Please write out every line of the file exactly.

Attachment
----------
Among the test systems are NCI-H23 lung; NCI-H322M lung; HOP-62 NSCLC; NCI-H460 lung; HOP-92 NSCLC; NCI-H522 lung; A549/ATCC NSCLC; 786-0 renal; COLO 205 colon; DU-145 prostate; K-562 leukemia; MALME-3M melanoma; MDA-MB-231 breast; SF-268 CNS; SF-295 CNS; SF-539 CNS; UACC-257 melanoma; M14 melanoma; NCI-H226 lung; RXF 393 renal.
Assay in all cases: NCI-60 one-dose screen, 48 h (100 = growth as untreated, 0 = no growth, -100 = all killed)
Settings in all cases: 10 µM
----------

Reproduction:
Among the test systems are NCI-H23 lung; NCI-H322M lung; HOP-62 NSCLC; NCI-H460 lung; HOP-92 NSCLC; NCI-H522 lung; A549/ATCC NSCLC; 786-0 renal; COLO 205 colon; DU-145 prostate; K-562 leukemia; MALME-3M melanoma; MDA-MB-231 breast; SF-268 CNS; SF-295 CNS; SF-539 CNS; UACC-257 melanoma; M14 melanoma; NCI-H226 lung; RXF 393 renal.
Assay in all cases: NCI-60 one-dose screen, 48 h (100 = growth as untreated, 0 = no growth, -100 = all killed)
Settings in all cases: 10 µM